The Pros and Cons of Wood Foundations The Pros and Cons of Wood Foundations

Wood foundations save material costs for new home construction, however there are cons to selecting wood for the foundation too. Since it is such an important component of the structure, carefully consider whether wood is the right choice for you or whether the traditional concrete is a better option.

Pros of Using Wood in Foundation

The biggest pro to choosing a wood foundation is the cost. Wood foundations are significantly less expensive than concrete. You can realize savings of up to several dollars a square foot of foundation laid, up to $15,000. The savings can be significant when considering the overall cost of the building.

In addition to a lower labor and material cost, it’s much more likely that you can install the wood foundation yourself where a concrete foundation should be poured by professionals.

Another advantage of wood is that it is sustainable. Concrete, on the other hand is responsible for off gassing and is difficult to dispose of when the structure comes down.

Cons of Using Wood in Foundation

The cons of using wood includes the possibility that over time, the wood will rot, causing the foundation to fail. This failure will result in tens of thousands of dollars in repair costs to fix or replace the wood foundation.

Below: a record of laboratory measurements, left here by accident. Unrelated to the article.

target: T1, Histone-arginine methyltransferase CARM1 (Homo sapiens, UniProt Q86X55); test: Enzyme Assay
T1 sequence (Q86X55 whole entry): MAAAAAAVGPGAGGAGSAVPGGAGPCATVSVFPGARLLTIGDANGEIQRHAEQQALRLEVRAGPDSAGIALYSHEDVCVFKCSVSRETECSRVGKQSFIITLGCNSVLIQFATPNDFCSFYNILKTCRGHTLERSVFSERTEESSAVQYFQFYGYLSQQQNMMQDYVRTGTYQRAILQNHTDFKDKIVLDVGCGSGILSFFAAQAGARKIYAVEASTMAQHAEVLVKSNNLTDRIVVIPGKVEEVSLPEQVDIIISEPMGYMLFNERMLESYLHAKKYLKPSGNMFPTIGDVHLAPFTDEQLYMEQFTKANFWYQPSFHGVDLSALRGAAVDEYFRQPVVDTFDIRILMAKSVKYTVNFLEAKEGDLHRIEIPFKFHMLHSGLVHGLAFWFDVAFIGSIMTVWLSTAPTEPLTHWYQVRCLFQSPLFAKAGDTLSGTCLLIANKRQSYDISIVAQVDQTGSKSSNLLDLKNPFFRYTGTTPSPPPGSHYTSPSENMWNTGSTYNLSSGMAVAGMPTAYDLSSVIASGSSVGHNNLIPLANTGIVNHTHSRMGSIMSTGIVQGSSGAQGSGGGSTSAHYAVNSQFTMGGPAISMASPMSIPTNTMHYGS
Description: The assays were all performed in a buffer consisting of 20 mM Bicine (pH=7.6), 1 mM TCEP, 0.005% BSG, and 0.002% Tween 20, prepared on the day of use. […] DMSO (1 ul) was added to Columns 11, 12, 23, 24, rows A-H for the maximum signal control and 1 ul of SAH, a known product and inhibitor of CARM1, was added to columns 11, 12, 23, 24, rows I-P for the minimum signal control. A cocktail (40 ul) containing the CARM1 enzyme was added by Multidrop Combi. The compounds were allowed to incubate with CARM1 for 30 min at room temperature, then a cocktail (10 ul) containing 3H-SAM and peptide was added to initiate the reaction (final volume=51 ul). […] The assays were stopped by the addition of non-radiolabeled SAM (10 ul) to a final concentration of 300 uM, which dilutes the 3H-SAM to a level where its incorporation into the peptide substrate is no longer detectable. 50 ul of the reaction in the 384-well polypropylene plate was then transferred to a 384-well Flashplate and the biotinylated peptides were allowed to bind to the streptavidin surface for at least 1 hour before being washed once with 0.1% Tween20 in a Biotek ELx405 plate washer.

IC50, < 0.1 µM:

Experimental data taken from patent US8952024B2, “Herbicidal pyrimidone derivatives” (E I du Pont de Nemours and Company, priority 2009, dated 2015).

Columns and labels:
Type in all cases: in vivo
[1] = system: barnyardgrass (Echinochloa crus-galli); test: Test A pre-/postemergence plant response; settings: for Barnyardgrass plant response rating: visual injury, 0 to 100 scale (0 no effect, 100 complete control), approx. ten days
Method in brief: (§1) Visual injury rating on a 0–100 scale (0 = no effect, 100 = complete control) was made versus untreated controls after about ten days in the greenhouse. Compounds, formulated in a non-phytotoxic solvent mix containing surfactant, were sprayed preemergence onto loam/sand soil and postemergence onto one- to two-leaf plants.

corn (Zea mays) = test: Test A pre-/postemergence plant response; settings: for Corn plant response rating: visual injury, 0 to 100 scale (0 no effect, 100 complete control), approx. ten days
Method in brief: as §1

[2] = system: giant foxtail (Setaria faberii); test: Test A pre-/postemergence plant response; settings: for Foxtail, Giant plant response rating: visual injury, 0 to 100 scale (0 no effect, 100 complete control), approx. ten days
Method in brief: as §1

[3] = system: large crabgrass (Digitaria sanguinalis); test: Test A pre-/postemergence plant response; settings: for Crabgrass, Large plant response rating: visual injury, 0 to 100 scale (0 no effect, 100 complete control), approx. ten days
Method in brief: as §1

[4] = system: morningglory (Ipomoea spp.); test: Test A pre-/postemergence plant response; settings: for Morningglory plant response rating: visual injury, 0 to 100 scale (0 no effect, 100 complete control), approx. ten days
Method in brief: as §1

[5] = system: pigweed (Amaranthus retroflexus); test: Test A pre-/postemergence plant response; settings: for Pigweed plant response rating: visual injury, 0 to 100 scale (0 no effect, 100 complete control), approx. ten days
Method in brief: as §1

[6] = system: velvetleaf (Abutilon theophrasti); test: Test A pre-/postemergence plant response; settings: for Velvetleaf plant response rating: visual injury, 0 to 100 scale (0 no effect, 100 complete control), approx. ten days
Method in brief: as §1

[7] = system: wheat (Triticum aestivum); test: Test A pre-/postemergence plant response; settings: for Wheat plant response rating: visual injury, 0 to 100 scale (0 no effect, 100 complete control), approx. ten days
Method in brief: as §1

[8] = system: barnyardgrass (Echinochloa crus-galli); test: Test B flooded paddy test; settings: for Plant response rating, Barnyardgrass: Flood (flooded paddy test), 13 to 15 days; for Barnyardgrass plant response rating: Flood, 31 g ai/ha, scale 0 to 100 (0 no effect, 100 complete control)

If you are in an area of the country that is subject to insect infestation such as termites or other insects that eat wood, you will find that using wood may not be a smart choice. Unless the wood is expertly treated to prevent infestation, you will find that wood is an inviting buffet to wood-eating insects.

Wood foundations are more susceptible to damage from weather elements over time than concrete foundations. Water can penetrate wood more easily than concrete; eventually it will cause the wood to become waterlogged and splinter. As the wood weakens, planks will need to be replaced to prevent the entire foundation from failing.

Water damage is an important consideration when the home is located in a Federal Emergency Management Agency (FEMA) recognized flood zone that is subject to constant flooding problems.

Whether you choose to use wood or concrete in your home’s foundation is your personal preference. Do not let cost alone determine the advisability of one building material over the other. Also consider the effects of environment and other conditions over time on the foundation, as well as how these conditions will affect the ability of your foundation to stay intact and work as designed.

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